It seems there are two ways to negotiate our complex, diverse, and global web of music-making: Either jockey the heck out of everything, as if it is all free gain, or retreat to the rooted, familial plane, and herd with your local community.
In this article, I want to expand quality into agency—a thing can only advocate for itself if it can speak. Quality means empowerment–and it requires care.
You and your librettist (and co-collaborator for most artistic things in your life) decide that the way around the non-performances and non-workshops of your work is to create a small opera company. This totally can be done, you think. You got this.
And then you do it.
To me, the weird division of labor between composing works and playing concerts puts musicians in a difficult position. Performers have become new music’s coerced mouthpiece of accountability. The student summer festival provides the clearest case study for this skewed power dynamic.
I admit I attempted composing for opera long ago as an undergraduate. I remember seeing the Los Angeles Opera’s production of Billy Budd in the late ’90s and then seeing their production of Peter Grimes in the early 2000s, and I was convinced I absolutely had to write an opera.
If one wants contemporary music to remain in the academy, how do we take its social behavior and make it contrarian, vital? How can we combat the characteristically academic forms of racism, sexism, and other discriminating obstacles to thought and speech? And if one wants to find it a new home, where can it go?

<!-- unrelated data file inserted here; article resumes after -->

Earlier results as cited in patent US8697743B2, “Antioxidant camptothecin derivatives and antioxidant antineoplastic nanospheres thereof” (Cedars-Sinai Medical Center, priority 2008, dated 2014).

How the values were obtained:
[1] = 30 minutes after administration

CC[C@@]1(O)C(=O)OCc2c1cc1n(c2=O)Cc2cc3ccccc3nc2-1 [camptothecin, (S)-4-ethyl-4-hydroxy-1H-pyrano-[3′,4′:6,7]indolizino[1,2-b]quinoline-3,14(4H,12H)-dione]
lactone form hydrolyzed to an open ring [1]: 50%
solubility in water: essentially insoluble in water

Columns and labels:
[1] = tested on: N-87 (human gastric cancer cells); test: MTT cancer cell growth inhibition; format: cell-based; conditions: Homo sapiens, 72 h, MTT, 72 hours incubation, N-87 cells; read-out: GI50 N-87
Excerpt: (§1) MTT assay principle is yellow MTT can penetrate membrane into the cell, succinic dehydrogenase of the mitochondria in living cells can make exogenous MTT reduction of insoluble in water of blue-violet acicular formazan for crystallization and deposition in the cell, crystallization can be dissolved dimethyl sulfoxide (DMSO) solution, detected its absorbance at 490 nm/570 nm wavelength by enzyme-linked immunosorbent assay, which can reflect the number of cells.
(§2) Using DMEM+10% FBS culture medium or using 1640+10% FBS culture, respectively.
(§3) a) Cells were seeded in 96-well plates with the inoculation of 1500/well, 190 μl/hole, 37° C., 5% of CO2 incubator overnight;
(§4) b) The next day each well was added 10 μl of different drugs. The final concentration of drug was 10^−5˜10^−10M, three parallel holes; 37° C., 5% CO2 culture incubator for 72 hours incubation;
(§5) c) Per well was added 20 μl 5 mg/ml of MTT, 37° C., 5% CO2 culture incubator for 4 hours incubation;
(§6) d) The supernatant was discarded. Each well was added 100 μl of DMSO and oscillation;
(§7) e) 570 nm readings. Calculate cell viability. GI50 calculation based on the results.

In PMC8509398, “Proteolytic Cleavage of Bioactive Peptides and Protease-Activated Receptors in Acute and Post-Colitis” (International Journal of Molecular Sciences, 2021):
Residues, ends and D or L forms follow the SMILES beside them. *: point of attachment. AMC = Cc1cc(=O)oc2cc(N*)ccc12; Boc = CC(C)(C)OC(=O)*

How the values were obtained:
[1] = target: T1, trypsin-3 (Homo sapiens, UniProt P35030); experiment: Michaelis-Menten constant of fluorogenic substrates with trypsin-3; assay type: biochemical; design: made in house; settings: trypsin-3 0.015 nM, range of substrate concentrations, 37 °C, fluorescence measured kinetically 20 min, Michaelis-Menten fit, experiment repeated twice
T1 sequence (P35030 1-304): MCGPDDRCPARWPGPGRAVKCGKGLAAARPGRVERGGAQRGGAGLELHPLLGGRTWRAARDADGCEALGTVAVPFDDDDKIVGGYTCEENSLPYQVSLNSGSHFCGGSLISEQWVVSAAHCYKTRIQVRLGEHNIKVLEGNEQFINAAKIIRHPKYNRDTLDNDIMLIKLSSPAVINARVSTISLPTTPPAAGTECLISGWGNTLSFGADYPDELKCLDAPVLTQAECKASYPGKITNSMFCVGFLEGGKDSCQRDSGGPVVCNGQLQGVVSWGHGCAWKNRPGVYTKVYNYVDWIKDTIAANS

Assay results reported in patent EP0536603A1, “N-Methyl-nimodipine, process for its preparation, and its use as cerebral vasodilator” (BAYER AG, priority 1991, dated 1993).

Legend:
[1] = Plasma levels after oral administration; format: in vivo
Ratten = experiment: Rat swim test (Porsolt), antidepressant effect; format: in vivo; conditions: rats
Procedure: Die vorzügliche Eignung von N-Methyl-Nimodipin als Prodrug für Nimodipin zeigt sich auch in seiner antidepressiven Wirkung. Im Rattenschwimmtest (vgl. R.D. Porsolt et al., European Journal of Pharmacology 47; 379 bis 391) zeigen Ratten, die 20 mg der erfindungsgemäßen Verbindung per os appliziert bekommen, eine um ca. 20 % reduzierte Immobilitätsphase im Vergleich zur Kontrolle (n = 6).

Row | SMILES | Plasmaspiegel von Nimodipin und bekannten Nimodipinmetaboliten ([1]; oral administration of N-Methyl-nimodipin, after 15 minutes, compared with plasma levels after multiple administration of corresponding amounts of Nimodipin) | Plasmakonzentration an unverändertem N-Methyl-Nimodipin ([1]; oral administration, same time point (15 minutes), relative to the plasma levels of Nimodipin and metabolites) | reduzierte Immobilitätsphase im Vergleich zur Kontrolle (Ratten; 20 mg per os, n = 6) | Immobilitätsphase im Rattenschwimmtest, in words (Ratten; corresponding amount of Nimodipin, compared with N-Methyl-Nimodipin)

Pondering identity-protective cognition “is to stare into a kind of intellectual abyss.” Nevertheless, it is a task that seems particularly worthwhile from time to time if we, as artists, are to truly reflect the—inevitably social—human condition.
When I suggest to undergrads that they should take what is now called a “gap year,” the first question they blurt out is, “What will I do?”
“Get a job,” I say.
It seems like the entire audience problem debate stubbornly looks outward, asking questions about marketing, “outreach,” and accessibility, all the while carefully avoiding some seriously necessary self-examination. Instead of an audience problem, I think new music has a quality problem.
For as much as it stirs the pot when a “serious music” review mentions the soloist’s hem line, it turns out things get even more heated when pop goes under the cold lens of the theoretical magnifying glass.